23.8 billion pounds of clothes and shoes are thrown into the garbage each year in the United States. This is equivalent to ~ 73 pounds per person. (E Cline, The Conscious Closet 2019)
Americans are purchasing fast fashion at an increasing rate, and second hand dealers are overwhelmed by an influx of inferior goods.
MobileWebsite Under Construction
If you wish to view this page, please source a desktop computer
they only sell an estimated 20-25 percent of donated goods.
WHEN YOU DROP OFF YOUR USED CLOTHING AT VARIOUS CHARITIES,
THE REST IS SOLD TO TEXTILE RECYCLERS OR EXPORTED OVERSEAS
DID YOU KNOW?
Clothing can be easily cycled back into your closet through minor changes
The most sustainable garments are already hanging in YOUR CLOSET.
Finding problems with your clothes? You can fix them!
THRIFT SHOPS provide a bevy of low cost materials for creative inspiration. Look for your favorite colors, fabrics, and details. Then turn your finds into one of a kind pieces!
Use what you already own
Make smart, long term purchases
Shop your local thrift shops
Swap clothes with friends and family
Support brands that are doing good by the environment and paying their garment workers a living wage
HOW TO THINK IN REVERSE
Learning to look for potential
You have more power to alter your clothing than you might think! Whether you have a scrappy Do-It-Yourself attitude or you get on a first name basis with your local tailor, your clothing can absolutely be refashioned into your new favorite pieces. Whether shopping your closet or your favorite thrift stores, it's worth the ask: What changes would make this garment wearable for me? How can I make this uniquely my own?
Things you have the power to change: fit, silhouette, hem length, practicality, detailing (and sometimes color!)
Your only limits are between the seam lines
Heavy beaded trim weighs down the hem of this feather lightweight dress
Ladder Trim Blouse
This oversized blouse was taken in through a creative addition of ladder trim. Excess trim was also added to the front chest as Dadaistic cut out decoration
Beige dress dyed and bifurcated into a jumpsuit
Unsightly (and uncomfortable!) elements can be easily removed with a seam ripper
As a size 12 dress, this garment is a snore, but the drape of the beaded halter looks too good to give away
Knit hem unravelled into a fringe crop top
Arguably the most talked about part of any dress
One advantage of buying thrift shopped dresses is that many of them have floor length hems. By shortening the hem to a modern length, the extra fabric can be used for other projects including pockets.
Textile art and decoration
Pin Woven Pants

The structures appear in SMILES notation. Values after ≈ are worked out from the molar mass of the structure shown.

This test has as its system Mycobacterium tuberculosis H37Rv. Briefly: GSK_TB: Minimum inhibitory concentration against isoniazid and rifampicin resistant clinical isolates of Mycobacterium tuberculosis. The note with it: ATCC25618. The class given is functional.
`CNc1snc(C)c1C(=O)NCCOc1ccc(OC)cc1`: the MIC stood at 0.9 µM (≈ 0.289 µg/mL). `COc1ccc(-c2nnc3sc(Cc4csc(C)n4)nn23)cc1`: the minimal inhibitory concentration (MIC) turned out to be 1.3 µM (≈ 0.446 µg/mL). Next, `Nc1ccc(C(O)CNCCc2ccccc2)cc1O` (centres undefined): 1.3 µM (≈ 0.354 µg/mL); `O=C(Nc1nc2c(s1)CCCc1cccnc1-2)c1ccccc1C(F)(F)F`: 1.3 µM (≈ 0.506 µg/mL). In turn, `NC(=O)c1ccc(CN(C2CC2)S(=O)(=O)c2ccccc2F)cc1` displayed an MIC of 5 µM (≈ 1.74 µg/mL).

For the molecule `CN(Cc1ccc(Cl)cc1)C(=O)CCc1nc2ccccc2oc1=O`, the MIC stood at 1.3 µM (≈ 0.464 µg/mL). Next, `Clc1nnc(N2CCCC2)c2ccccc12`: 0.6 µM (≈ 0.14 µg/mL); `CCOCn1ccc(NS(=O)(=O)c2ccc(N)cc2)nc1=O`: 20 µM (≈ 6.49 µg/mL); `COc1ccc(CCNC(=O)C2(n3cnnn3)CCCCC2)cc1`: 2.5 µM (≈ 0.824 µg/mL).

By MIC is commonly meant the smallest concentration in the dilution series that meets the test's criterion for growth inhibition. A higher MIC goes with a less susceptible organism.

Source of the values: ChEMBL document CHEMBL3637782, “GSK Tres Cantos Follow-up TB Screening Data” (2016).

Silhouette was altered by pin weaving extra fabric to box out the shape of the pant
Visibly Mended Sweater Dress
Visible mending makes this dress a showstopper. Additionally, excess fabric from a removed pocket lengthened the hem ~2"
Dip dyed Dress
The symmetrical water marks on this dress were made by strategic dip dyeing into coffee
Playing with color
Every garment dyes differently depending upon its fiber content and current dye color/saturation. Natural fibers like cotton, silk, and wool take the dye more readily than synthetics like polyester, spandex, and nylon. Brands like Rit and Dylon work well with varying results on natural and synthetics alike. However, weighing the environmental impacts of these dyes is a personal choice each re-fashioner must make.
Dyeing at home is subjectively fun. Whether playing with tie-dye or aiming for an even, flat color, the practice of color theory on fiber can be a delightful craft. While disposal of your dye provides an environmental problem, it's important not to take the weight of environmental guilt upon the shoulders of the individual rather than a flawed production system. This is a personal choice of weighing pros and cons.
Dye practices in the global fashion industry contribute to its standing as the number two most polluting industry behind oil.
Alternatively, natural dyeing is on the rise in sustainable crafty communities. However, the process is more technical and expensive than synthetic dyeing. The rules of natural dyeing value the scientific method and specific chemical recipes in contrast to the ease of Rit basic color theory. If you are interested in natural dyeing, I recommend you take a class to get started. It is an undertaking! On the other hand, natural dye stuff could possibly be gathered from your backyard. It could be your new favorite creative process!
It's much easier to take a garment in than to let it out
When sourcing secondhand, the odds of finding the perfect fit are slim. But don't lose hope! Going larger and having the garments taken in is a fairly simple process.
Reshaping the shoulders after removing 80s shoulder pads
Paperbag Tie Dress
Taken in from a size 12 to a size 4
Slouchy boyfriend jeans turned boxy mid rise
This requires a great fabric match or some serious design thinking
Most garments these days aren't made to be altered. This means the standard measly 3/8" seam allowance won't give you a lot of wiggle room for expansion. Instead, gussets, panels, and waistbands can be disguised into your clothing for an intentional design that looks original.
Warning: This requires a bit more creativity!
Hem extended ~6"
from hoochie to professional
When buyers remorse has you regretting justifying that smaller size